from The American Heritage® Dictionary of the English Language, 4th Edition

  • transitive v. To prepare (food) for eating by applying heat.
  • transitive v. To prepare or treat by heating: slowly cooked the medicinal mixture.
  • transitive v. Slang To alter or falsify so as to make a more favorable impression; doctor: disreputable accountants who were paid to cook the firm's books.
  • intransitive v. To prepare food for eating by applying heat.
  • intransitive v. To undergo application of heat especially for the purpose of later ingestion.
  • intransitive v. Slang To happen, develop, or take place: What's cooking in town?
  • intransitive v. Slang To proceed or perform very well: The band really got cooking after midnight.
  • n. A person who prepares food for eating.
  • cook up Informal To fabricate; concoct: cook up an excuse.
  • idiom cook (one's) goose Slang To ruin one's chances: The speeding ticket cooked his goose with his father. Her goose was cooked when she was caught cheating on the test.

from Wiktionary, Creative Commons Attribution/Share-Alike License

  • n. A person who prepares food for a living.
  • n. The head cook of a manor house
  • v. To prepare (food) for eating by heating it, often by combining it with other ingredients.
  • v. To prepare (unspecified) food for eating by heating it, often by combining it with other ingredients.
  • v. To be being cooked.
  • v. To be uncomfortably hot.
  • v. To hold onto (a grenade) briefly after igniting the fuse, so that it explodes almost immediately after being thrown.

from the GNU version of the Collaborative International Dictionary of English

  • intransitive v. To make the noise of the cuckoo.
  • transitive v. To throw.
  • n. One whose occupation is to prepare food for the table; one who dresses or cooks meat or vegetables for eating.
  • n. A fish, the European striped wrasse.
  • transitive v. To prepare, as food, by boiling, roasting, baking, broiling, etc.; to make suitable for eating, by the agency of fire or heat.
  • transitive v. To concoct or prepare; hence, to tamper with or alter; to garble; -- often with up.
  • intransitive v. To prepare food for the table.

from The Century Dictionary and Cyclopedia

  • To make fit for eating by the action of heat, as in boiling, stewing, roasting, baking, etc.; especially, to prepare in an appetizing way, as meats or vegetables, by various combinations of materials and flavoring.
  • Hence In general, to subject to the action of heat.
  • To dress up, alter, color, concoct, or falsely invent (a narrative, statement, excuse, etc.), for some special purpose, as that of making a more favorable impression than the facts of the case warrant; falsify: often followed by up: as, to cook up a story.
  • To disappoint; punish. Brockett. [Prov. Eng.]—To cook one's goose, to kill or ruin one; spoil ones plan; do for one.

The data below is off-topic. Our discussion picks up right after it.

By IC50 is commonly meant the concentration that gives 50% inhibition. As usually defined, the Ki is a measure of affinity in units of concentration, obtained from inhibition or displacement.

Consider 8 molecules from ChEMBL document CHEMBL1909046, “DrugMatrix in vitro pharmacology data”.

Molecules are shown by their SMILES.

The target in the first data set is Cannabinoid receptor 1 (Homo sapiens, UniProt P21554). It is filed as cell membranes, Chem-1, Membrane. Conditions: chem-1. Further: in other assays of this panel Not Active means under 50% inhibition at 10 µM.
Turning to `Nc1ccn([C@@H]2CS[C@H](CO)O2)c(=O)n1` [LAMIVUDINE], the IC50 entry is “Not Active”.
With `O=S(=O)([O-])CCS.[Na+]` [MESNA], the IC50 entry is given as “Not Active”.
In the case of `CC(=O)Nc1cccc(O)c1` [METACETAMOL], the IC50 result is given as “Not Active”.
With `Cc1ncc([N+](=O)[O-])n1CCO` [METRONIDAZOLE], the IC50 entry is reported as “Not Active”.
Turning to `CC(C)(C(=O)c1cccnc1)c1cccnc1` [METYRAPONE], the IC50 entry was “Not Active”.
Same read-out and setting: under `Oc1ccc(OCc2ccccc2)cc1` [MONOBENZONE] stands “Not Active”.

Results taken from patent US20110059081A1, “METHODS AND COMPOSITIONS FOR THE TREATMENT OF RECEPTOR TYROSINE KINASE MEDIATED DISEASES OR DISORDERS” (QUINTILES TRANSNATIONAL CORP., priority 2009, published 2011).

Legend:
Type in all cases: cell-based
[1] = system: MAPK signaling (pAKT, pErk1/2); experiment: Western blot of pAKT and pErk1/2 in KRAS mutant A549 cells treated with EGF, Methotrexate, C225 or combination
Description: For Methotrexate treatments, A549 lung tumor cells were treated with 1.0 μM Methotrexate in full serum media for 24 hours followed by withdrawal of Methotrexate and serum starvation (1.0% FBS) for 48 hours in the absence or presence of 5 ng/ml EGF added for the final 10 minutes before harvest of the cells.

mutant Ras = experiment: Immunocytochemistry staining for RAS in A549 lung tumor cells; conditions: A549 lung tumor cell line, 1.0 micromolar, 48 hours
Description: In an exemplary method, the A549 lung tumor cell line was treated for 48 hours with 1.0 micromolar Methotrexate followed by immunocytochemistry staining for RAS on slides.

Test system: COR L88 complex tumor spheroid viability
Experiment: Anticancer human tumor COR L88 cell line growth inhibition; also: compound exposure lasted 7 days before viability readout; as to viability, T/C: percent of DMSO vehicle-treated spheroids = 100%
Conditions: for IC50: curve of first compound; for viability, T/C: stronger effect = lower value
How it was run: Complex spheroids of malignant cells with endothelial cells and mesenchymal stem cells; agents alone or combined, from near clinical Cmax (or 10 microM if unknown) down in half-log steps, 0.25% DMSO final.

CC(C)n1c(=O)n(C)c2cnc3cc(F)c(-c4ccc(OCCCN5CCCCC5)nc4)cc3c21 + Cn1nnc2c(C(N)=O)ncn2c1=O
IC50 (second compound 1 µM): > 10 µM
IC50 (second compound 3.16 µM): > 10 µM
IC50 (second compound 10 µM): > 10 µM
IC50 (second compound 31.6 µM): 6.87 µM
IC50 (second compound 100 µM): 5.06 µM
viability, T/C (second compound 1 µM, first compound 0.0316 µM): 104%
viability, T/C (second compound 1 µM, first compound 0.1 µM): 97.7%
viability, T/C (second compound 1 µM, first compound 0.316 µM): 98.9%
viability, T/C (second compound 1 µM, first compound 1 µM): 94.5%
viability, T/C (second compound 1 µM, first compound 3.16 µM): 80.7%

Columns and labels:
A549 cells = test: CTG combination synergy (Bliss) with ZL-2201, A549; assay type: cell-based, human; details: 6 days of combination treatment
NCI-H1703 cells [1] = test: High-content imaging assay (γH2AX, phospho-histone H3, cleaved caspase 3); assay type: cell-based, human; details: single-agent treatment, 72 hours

• To prepare food for eating; act as cook.
  • n. One whose occupation is the cooking of food.
  • To make the noise uttered by the cuckoo.
  • To appear for a moment and then suddenly disappear; appear and disappear by turns: as, he cookit round the corner.
  • Same as cuck.
  • In tobacco manufacturing, to overheat (tobacco) in the process of sweating in bulk, depriving it of the power of heating up again. This happens when the temperature is kept long at 65° F. or raised still higher.
  • n. Same as cook-fish.

from WordNet 3.0 Copyright 2006 by Princeton University. All rights reserved.

  • v. prepare for eating by applying heat
  • v. transform and make suitable for consumption by heating
  • v. tamper, with the purpose of deception
  • v. prepare a hot meal
  • v. transform by heating
  • n. English navigator who claimed the east coast of Australia for Britain and discovered several Pacific islands (1728-1779)
  • n. someone who cooks food


Middle English coken, from coke, cook, from Old English cōc, from Vulgar Latin *cōcus, from Latin cocus, coquus, from coquere, to cook; see pekw- in Indo-European roots.
(American Heritage® Dictionary of the English Language, Fourth Edition)
From Middle English, from Old English cōc ("a cook"), from Proto-Germanic *kukaz (“cook”), from Latin coquus ("cook"), from coquō, ultimately from Proto-Indo-European *pekʷ- (“to cook, become ripe”). Cognate with Low German kokk ("cook"), Dutch kok ("cook"), German Koch ("cook"), Danish kok ("cook"), Swedish kock ("cook"), Icelandic kokkur ("cook"), Albanian kuq ("to fry, cook"). (Wiktionary)
From Middle English coken, from Old English *cōcian ("to cook") (compare Old English ġecōcsian ("to cook, roast"), ġecōcnian ("to season food")), from Proto-Germanic *kokōnan (“to cook”), from Latin coquō ("cook", v), from Proto-Indo-European *pekʷ- (“to cook, become ripe”). Cognate with Dutch koken ("to cook"), German kochen ("to cook, boil"), Swedish koka ("to boil, cook"), Old English āfiġen ("fried"). (Wiktionary)



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  • WeirdNet #2 and #4 are identical, for some reason.

    November 30, 2008